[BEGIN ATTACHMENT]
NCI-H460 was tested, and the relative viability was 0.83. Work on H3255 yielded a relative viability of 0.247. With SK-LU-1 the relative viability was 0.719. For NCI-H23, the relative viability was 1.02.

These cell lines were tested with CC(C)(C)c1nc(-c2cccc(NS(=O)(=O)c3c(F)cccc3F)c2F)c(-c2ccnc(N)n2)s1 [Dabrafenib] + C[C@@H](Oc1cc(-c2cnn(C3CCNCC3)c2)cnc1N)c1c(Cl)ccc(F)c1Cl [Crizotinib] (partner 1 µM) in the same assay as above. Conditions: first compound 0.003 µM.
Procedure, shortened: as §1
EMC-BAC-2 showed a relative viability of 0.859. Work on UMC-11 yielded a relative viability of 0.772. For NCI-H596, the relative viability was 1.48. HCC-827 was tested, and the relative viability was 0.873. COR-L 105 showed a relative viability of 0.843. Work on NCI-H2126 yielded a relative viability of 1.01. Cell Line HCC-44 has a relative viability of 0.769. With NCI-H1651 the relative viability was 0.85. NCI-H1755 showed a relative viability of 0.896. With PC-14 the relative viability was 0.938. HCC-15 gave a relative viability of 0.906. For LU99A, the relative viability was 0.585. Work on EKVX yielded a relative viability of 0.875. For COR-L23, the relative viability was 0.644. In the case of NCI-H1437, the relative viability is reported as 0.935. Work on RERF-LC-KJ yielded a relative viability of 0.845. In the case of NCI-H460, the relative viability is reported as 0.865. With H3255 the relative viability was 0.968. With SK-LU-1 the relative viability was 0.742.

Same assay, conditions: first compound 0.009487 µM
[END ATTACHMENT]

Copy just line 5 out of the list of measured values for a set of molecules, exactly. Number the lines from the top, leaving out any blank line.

Same assay, conditions: first compound 0.009487 µM